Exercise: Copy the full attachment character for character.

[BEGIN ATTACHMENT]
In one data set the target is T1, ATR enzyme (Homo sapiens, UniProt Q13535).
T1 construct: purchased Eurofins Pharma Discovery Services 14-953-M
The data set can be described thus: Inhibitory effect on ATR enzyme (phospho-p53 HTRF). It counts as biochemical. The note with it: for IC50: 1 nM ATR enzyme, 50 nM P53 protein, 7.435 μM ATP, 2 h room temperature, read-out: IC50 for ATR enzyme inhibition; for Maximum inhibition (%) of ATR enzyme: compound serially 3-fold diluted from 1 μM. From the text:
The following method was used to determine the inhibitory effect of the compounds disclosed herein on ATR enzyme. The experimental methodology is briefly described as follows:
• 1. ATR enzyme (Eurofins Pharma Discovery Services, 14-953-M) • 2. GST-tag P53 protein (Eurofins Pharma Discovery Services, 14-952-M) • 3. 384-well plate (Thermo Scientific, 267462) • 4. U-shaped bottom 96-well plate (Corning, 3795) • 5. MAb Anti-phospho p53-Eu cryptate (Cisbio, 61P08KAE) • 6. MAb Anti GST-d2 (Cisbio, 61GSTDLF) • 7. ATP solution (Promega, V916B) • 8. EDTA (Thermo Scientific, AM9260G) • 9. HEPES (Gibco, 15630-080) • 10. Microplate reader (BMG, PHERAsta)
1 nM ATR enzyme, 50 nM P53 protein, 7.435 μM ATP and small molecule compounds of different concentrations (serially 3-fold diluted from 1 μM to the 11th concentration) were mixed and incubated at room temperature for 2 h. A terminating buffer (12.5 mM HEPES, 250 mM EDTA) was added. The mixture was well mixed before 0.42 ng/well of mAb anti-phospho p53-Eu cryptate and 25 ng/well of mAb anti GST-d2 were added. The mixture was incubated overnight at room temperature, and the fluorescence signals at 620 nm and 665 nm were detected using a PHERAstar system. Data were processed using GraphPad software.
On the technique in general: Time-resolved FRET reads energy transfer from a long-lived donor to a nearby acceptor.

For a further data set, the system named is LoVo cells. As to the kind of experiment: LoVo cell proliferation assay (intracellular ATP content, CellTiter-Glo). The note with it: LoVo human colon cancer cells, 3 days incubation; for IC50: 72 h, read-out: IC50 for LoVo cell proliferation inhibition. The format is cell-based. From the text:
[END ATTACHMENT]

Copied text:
In one data set the target is T1, ATR enzyme (Homo sapiens, UniProt Q13535).
T1 construct: purchased Eurofins Pharma Discovery Services 14-953-M
The data set can be described thus: Inhibitory effect on ATR enzyme (phospho-p53 HTRF). It counts as biochemical. The note with it: for IC50: 1 nM ATR enzyme, 50 nM P53 protein, 7.435 μM ATP, 2 h room temperature, read-out: IC50 for ATR enzyme inhibition; for Maximum inhibition (%) of ATR enzyme: compound serially 3-fold diluted from 1 μM. From the text:
The following method was used to determine the inhibitory effect of the compounds disclosed herein on ATR enzyme. The experimental methodology is briefly described as follows:
• 1. ATR enzyme (Eurofins Pharma Discovery Services, 14-953-M) • 2. GST-tag P53 protein (Eurofins Pharma Discovery Services, 14-952-M) • 3. 384-well plate (Thermo Scientific, 267462) • 4. U-shaped bottom 96-well plate (Corning, 3795) • 5. MAb Anti-phospho p53-Eu cryptate (Cisbio, 61P08KAE) • 6. MAb Anti GST-d2 (Cisbio, 61GSTDLF) • 7. ATP solution (Promega, V916B) • 8. EDTA (Thermo Scientific, AM9260G) • 9. HEPES (Gibco, 15630-080) • 10. Microplate reader (BMG, PHERAsta)
1 nM ATR enzyme, 50 nM P53 protein, 7.435 μM ATP and small molecule compounds of different concentrations (serially 3-fold diluted from 1 μM to the 11th concentration) were mixed and incubated at room temperature for 2 h. A terminating buffer (12.5 mM HEPES, 250 mM EDTA) was added. The mixture was well mixed before 0.42 ng/well of mAb anti-phospho p53-Eu cryptate and 25 ng/well of mAb anti GST-d2 were added. The mixture was incubated overnight at room temperature, and the fluorescence signals at 620 nm and 665 nm were detected using a PHERAstar system. Data were processed using GraphPad software.
On the technique in general: Time-resolved FRET reads energy transfer from a long-lived donor to a nearby acceptor.

For a further data set, the system named is LoVo cells. As to the kind of experiment: LoVo cell proliferation assay (intracellular ATP content, CellTiter-Glo). The note with it: LoVo human colon cancer cells, 3 days incubation; for IC50: 72 h, read-out: IC50 for LoVo cell proliferation inhibition. The format is cell-based. From the text: